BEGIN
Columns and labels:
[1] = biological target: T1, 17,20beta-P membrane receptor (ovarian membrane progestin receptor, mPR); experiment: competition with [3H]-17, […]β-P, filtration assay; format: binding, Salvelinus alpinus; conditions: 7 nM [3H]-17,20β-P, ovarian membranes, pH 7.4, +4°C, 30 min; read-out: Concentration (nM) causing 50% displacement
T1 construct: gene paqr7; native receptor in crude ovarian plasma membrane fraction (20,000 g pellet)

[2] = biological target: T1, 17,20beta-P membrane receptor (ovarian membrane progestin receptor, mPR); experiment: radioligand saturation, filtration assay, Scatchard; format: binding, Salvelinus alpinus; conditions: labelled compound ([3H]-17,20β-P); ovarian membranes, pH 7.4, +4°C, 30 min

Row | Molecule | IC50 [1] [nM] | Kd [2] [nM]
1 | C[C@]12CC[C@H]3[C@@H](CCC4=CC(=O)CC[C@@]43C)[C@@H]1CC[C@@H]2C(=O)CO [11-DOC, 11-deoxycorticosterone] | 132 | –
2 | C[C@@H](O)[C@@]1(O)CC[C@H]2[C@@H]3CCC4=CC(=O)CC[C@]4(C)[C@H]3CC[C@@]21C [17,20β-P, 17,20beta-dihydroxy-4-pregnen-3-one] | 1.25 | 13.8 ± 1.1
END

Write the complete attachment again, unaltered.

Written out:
Columns and labels:
[1] = biological target: T1, 17,20beta-P membrane receptor (ovarian membrane progestin receptor, mPR); experiment: competition with [3H]-17, […]β-P, filtration assay; format: binding, Salvelinus alpinus; conditions: 7 nM [3H]-17,20β-P, ovarian membranes, pH 7.4, +4°C, 30 min; read-out: Concentration (nM) causing 50% displacement
T1 construct: gene paqr7; native receptor in crude ovarian plasma membrane fraction (20,000 g pellet)

[2] = biological target: T1, 17,20beta-P membrane receptor (ovarian membrane progestin receptor, mPR); experiment: radioligand saturation, filtration assay, Scatchard; format: binding, Salvelinus alpinus; conditions: labelled compound ([3H]-17,20β-P); ovarian membranes, pH 7.4, +4°C, 30 min

Row | Molecule | IC50 [1] [nM] | Kd [2] [nM]
1 | C[C@]12CC[C@H]3[C@@H](CCC4=CC(=O)CC[C@@]43C)[C@@H]1CC[C@@H]2C(=O)CO [11-DOC, 11-deoxycorticosterone] | 132 | –
2 | C[C@@H](O)[C@@]1(O)CC[C@H]2[C@@H]3CCC4=CC(=O)CC[C@]4(C)[C@H]3CC[C@@]21C [17,20β-P, 17,20beta-dihydroxy-4-pregnen-3-one] | 1.25 | 13.8 ± 1.1